Manga Review: Tokyo Ghoul Volume 1

Manga Review: Tokyo Ghoul Volume 1 by Sui Ishida

There is a parallel Earth that seems exactly like ours, except that humanity shares the planet with “ghouls.”  Ghouls are shaped like humans, and can pass for them with a little effort, but they are not human.  They possess body weapons known as “kagune” and can only eat human flesh.  Other than that, humans know little about them.  Most humans have never even seen a ghoul…that they know of.

Tokyo Ghoul Volume 1

One such human is Ken Kaneki, a college student majoring in classic literature.  He doesn’t confine himself to that, however, being a big fan of current author Sen Takatsuki’s latest novel, The Black Goat’s Egg.  He’s surprised and gratified when the attractive young woman Rize he’s seen at the coffee shop Anteiku turns out also to be a fan.  He even gets a date out of this, surprising his more outgoing buddy Hide.

Alas, it turns out that Rize isn’t into Takatsuki’s work for the delicate language and fine characterization.  She’s into the descriptions of serial killing.  Rize turns out to be not just a ghoul, but the one nicknamed “Binge Eater” for slaughtering and consuming more humans than she needs to to survive.  And she thinks Kaneki smells delicious!

Apparently by complete coincidence, a construction accident drops steel beams on the pair just as she’s about to chow down, instantly killing Rize and mortally wounding Kaneki.  A doctor in the emergency room takes the unauthorized step of transplanting Rize’s undamaged organs into Kaneki’s body to save his life.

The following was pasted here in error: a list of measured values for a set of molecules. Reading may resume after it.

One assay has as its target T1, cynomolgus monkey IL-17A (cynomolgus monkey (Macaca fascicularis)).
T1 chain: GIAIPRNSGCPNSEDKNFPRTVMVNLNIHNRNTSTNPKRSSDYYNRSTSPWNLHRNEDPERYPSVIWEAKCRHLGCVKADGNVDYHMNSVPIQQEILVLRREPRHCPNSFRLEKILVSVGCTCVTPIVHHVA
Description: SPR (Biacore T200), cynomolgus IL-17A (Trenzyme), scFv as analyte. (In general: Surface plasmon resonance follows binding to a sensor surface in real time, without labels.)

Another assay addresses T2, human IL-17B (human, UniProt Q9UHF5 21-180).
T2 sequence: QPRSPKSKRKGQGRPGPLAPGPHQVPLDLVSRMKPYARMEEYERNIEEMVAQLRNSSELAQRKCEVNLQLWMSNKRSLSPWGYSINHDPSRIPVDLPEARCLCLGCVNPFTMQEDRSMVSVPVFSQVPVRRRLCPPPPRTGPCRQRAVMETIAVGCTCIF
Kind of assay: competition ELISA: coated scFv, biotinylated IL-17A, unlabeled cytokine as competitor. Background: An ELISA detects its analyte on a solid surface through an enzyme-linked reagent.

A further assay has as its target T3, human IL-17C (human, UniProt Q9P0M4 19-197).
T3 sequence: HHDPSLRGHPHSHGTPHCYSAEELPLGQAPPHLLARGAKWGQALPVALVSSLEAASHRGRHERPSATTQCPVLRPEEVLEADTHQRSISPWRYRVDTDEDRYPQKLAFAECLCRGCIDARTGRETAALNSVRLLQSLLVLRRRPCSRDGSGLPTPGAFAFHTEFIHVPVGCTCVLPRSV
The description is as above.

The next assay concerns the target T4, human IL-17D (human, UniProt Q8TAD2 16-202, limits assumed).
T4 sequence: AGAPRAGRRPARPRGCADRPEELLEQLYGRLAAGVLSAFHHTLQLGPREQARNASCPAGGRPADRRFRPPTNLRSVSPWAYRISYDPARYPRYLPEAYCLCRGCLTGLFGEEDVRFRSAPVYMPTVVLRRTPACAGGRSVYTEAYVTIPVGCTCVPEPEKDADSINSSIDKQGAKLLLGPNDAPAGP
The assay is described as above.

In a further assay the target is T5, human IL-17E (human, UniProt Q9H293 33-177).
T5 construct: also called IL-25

Kaneki heals remarkably quickly, but soon finds himself the victim of a Kafka-esque transformation, unable to eat most foods and with a craving for human flesh.  Coffee is the only other thing he can keep down.  (This turns out to be true for all ghouls–now you know the hidden side of Starbucks.)  Kaneki is understandably revolted by the idea of eating people.  This puts him in the position of being neither human nor ghoul; or perhaps both human and ghoul.

This seinen (young men’s) horror-action manga ran from 2011-2014.  It has spawned a short anime series, a live-action movie, a full sequel and several spin-off miniseries.

In this first volume, Kaneki comes across as sniveling and ineffectual.  In fairness, he’s undergoing what is as far as he knows an unprecedented metamorphosis into a monster, with no more support system than a human buddy he couldn’t possibly tell what’s happening.  At this point, he’s unable to control one of his eyes changing color and needs to cover it with an eyepatch.  The volume concludes with Kaneki gaining a mentor who may be able to guide him in becoming a better half-ghoul.

There’s a certain amount of male gaze, particularly in the first chapter, when Kaneki and Hide visit “Big Girl”, an Anna Miller’s style restaurant known for the waitress uniforms emphasizing their breasts.  This eases off as the horror quotient rises.  Coffeeshop wait-person Touka Kirishima, who is a main character, gets to wear a less “sexy” uniform.